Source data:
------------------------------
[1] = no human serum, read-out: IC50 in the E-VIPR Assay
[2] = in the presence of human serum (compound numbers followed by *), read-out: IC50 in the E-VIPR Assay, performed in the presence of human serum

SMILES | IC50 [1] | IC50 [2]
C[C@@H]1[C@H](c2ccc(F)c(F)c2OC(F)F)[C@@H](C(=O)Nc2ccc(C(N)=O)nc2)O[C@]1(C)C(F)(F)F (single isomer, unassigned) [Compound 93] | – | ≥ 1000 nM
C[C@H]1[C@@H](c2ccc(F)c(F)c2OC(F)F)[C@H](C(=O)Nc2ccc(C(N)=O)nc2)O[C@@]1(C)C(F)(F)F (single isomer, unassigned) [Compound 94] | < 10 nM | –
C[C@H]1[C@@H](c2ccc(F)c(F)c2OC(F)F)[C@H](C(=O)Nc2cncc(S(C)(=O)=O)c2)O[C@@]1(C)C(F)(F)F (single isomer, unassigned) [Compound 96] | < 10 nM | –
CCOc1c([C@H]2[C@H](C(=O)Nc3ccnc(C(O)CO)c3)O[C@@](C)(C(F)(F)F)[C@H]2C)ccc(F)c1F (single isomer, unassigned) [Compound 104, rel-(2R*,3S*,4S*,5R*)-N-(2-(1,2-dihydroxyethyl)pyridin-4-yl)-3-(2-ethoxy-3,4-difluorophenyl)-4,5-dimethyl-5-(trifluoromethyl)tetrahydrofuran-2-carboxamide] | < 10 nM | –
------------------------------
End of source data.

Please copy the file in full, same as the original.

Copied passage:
[1] = no human serum, read-out: IC50 in the E-VIPR Assay
[2] = in the presence of human serum (compound numbers followed by *), read-out: IC50 in the E-VIPR Assay, performed in the presence of human serum

SMILES | IC50 [1] | IC50 [2]
C[C@@H]1[C@H](c2ccc(F)c(F)c2OC(F)F)[C@@H](C(=O)Nc2ccc(C(N)=O)nc2)O[C@]1(C)C(F)(F)F (single isomer, unassigned) [Compound 93] | – | ≥ 1000 nM
C[C@H]1[C@@H](c2ccc(F)c(F)c2OC(F)F)[C@H](C(=O)Nc2ccc(C(N)=O)nc2)O[C@@]1(C)C(F)(F)F (single isomer, unassigned) [Compound 94] | < 10 nM | –
C[C@H]1[C@@H](c2ccc(F)c(F)c2OC(F)F)[C@H](C(=O)Nc2cncc(S(C)(=O)=O)c2)O[C@@]1(C)C(F)(F)F (single isomer, unassigned) [Compound 96] | < 10 nM | –
CCOc1c([C@H]2[C@H](C(=O)Nc3ccnc(C(O)CO)c3)O[C@@](C)(C(F)(F)F)[C@H]2C)ccc(F)c1F (single isomer, unassigned) [Compound 104, rel-(2R*,3S*,4S*,5R*)-N-(2-(1,2-dihydroxyethyl)pyridin-4-yl)-3-(2-ethoxy-3,4-difluorophenyl)-4,5-dimethyl-5-(trifluoromethyl)tetrahydrofuran-2-carboxamide] | < 10 nM | –